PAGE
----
Are There Tarantulas In Florida? 6 Facts You Should Know

Seeing a tarantula in Florida is actually rare, they are not native to the area with the majority of these spiders being kept as pets.

There are two tarantulas you may encounter in Florida, continue reading to find out more.

Type Of Tarantulas In Florida

The 2 tarantulas in Florida, that you may come across include:

1. Brachypelma vagans

Scientific name: Tliltocatl vagans or Brachypelma vagans.

Common name: Mexican red rump.

Mexican red rump tarantula

This tarantula is better known as the Mexican Red Rump tarantula, which comes from Mexico and Central America.

They are burrowing spiders and have red hairs on their abdomen.

They can grow to a leg span of 6.5 inches with males being smaller than the female.

The Mexican red rump tarantula prefers shrubland habitats and was discovered in the St Lucie County, Florida in 1996. It is an established species in the state, which is believed to have been introduced by accident.

Adult Mexican red rump tarantula

These tarantulas grow to around 16cm in length and are considered New World tarantulas, which means they have tiny hairs on their abdomen, that they kick off towards predators, which can cause itching and discomfort.

They have a medium growth rate and are docile and will usually move away than bite.

The females can live up to twenty years.

2. Brachypelma aureoceps

Scientific name: Tliltocatl aureoceps or Brachypelma aureoceps.

Common name: Florida Golden Chestnut.

This tarantula is believed to be from the Theraphosidae family and only one female has been described, which was captured in Florida Keys and believed to have been brought in from Mexico.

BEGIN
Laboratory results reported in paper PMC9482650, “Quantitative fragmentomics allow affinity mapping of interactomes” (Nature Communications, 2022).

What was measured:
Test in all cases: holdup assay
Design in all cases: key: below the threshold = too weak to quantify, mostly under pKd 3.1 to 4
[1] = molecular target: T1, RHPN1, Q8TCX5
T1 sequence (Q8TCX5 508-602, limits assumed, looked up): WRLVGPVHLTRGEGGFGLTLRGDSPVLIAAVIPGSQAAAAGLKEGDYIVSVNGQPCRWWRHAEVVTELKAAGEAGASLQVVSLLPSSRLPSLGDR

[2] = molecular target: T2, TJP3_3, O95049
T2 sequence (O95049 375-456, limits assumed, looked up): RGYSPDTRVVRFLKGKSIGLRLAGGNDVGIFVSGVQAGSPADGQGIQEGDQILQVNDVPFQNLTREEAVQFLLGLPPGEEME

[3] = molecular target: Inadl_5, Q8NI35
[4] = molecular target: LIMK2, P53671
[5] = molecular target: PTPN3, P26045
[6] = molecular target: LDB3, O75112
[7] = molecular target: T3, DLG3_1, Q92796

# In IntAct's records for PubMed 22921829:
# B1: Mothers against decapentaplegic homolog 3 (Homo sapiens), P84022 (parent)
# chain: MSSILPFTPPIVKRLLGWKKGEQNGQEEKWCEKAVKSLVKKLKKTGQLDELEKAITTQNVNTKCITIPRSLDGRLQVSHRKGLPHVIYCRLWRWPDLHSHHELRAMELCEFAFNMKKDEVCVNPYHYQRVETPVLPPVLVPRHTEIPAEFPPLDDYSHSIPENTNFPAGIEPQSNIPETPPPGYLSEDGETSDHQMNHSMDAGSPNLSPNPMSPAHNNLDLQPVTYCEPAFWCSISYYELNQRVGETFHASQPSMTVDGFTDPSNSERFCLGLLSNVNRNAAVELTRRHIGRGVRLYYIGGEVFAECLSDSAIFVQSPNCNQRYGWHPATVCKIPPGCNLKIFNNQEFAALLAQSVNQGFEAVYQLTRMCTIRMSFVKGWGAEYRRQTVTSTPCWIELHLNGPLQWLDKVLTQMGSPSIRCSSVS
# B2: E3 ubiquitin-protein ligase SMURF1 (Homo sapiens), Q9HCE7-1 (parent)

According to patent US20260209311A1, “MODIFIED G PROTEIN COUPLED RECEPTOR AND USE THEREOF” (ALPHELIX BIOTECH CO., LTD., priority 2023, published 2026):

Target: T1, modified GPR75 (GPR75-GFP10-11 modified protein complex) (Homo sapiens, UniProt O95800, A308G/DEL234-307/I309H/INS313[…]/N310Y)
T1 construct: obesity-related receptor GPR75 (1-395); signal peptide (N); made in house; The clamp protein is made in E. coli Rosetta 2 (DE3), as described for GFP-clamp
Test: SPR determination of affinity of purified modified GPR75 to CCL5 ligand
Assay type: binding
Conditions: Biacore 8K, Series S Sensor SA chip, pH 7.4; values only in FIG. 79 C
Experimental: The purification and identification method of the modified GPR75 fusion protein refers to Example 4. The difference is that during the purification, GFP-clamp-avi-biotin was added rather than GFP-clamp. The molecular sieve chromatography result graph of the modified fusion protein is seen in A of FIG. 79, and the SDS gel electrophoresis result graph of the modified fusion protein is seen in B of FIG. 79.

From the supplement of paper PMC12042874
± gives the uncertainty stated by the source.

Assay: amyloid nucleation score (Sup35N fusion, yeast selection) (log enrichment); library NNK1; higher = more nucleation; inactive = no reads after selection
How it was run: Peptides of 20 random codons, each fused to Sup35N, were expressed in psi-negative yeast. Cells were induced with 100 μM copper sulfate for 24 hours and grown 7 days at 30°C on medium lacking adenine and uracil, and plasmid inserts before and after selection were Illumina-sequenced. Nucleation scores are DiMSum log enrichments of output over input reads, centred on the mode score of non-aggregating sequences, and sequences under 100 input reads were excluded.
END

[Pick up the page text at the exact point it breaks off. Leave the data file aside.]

The body length was 5.5cm and the longest leg was 5.4cm.

The color of the described female was dark chestnut brown with golden brown hairs on the abdomen and legs, along with yellow hairs on the abdomen.

A New Tarantula-like Spider Discovered

A new tarantula-type spider was discovered in Florida in 2012 by a zookeeper at the Zoo Miami, known as the Pine Rockland Trapdoor Spider (Ummidia richmond).

The spider does not match any records of known species in the area.

Two years later, another of these spiders were discovered and sent to Georgia for identification.

The venom of this species contains compounds that could potentially be used as a pain medication and for cancer treatments.

Over the years, the zoo staff has found a number of males of this new species, but no females have been found as of yet.

Due to the fact that around 1.5% of the pine rockands outside Everglades National Park are in Miami-Dade County, it is believed that this spider is endemic to the area.

Are Florida Tarantulas Dangerous To Humans?

There are countless spiders in Florida, some are harmless and some are dangerous, but the tarantulas you come across in the state are rare and docile.

They are often kept as pets with exotic pet lovers in the area.

They also make their way into Florida in cargo boxes with a leg span of up to seven inches.

Even though the tarantula is considered venomous, their bite is not dangerous to humans and the venom is not fatal. In fact, the bite is no worse than a wasp or bee sting.